[00:02:57] In the aside tag we have a block quote. Remember block quote from yesterday. Here's a quote from a Nicolas Cage movie, I'll be taking these Huggies and whatever cash you got. Okay, he said this in the raising Arizona movie. What is the aside tag indicate? Anybody have any idea what the aside tag is for?
What does it sound like, an aside tag?
>> Jen Kramer: Okay, wait a minute, one at a time, Mohammed go ahead.
>> Speaker 2: Put it to the side.
>> Jen Kramer: Put it to the side, that’s possible. Dave?
>> Speaker 2: Put something next to something else?
>> Jen Kramer: Maybe put something next to something else?
[00:03:33] Possibly? Although, all of that implies the way something looks. Remember that the aside tag is going to refer to what are we trying to convey. And what we're trying to convey here is that, here's a little bit of information that's extra about this webpage. It's not to critical to the article, if we were to take this out.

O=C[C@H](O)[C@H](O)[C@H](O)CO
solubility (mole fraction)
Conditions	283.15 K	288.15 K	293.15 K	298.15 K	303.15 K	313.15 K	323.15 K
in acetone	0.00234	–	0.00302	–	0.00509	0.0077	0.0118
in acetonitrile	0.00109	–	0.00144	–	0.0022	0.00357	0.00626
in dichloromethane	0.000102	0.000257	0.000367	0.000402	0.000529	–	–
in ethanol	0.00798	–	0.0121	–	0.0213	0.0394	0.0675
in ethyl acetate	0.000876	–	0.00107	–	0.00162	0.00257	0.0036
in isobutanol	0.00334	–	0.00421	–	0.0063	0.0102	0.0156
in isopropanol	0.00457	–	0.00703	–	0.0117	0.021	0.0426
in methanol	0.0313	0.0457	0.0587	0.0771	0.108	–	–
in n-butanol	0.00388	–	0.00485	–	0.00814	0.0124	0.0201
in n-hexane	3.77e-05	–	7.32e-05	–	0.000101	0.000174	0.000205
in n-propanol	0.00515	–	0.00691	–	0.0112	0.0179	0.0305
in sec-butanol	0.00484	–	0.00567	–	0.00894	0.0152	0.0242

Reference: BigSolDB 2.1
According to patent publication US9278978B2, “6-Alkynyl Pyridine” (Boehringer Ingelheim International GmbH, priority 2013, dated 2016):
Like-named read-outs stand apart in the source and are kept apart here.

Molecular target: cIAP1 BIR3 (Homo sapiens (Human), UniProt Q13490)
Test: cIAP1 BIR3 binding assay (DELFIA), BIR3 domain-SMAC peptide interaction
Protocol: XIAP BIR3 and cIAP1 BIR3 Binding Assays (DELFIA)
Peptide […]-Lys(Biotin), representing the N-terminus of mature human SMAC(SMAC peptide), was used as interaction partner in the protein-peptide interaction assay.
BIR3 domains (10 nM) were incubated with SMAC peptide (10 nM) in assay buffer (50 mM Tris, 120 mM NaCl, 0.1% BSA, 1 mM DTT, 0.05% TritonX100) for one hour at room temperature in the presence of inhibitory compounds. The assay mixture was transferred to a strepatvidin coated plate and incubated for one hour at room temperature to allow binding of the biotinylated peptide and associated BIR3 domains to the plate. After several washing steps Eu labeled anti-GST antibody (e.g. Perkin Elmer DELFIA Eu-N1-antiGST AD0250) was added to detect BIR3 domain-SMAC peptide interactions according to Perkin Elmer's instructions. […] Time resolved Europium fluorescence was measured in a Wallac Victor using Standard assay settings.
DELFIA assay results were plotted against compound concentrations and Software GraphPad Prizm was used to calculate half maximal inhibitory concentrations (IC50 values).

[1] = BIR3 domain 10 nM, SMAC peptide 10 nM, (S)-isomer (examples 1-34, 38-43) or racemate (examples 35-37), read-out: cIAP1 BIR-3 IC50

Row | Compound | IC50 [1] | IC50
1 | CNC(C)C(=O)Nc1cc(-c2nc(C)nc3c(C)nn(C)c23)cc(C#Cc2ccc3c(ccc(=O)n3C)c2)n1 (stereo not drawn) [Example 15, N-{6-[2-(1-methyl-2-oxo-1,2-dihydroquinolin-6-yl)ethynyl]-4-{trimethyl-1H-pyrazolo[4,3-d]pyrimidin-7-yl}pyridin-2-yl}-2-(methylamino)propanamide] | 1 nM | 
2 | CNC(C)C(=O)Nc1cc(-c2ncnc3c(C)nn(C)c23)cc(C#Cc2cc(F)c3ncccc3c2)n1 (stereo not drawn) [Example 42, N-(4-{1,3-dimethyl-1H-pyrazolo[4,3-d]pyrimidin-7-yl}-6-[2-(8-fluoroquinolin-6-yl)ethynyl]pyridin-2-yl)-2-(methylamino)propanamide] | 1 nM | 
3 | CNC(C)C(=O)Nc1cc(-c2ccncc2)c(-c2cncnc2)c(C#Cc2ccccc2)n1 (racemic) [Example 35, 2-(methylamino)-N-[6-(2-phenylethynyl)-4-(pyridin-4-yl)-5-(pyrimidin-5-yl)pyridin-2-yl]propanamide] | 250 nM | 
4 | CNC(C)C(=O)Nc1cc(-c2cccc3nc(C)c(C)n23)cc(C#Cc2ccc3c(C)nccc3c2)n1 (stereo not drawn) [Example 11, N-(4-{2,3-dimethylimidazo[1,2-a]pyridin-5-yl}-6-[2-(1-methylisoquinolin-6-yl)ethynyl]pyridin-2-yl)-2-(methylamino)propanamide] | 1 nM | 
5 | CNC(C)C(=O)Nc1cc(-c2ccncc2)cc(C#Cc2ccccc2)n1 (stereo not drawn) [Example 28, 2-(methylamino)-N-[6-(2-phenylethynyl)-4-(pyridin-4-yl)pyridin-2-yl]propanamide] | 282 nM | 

[00:03:52] You could still read this article and enjoy it. But this is additional information that might help you appreciate the article a little bit more, right? So that's what the aside tag is all about. Frequently aside tags do in fact appear as columns on webpages. But we've gone ahead and put it in here this way.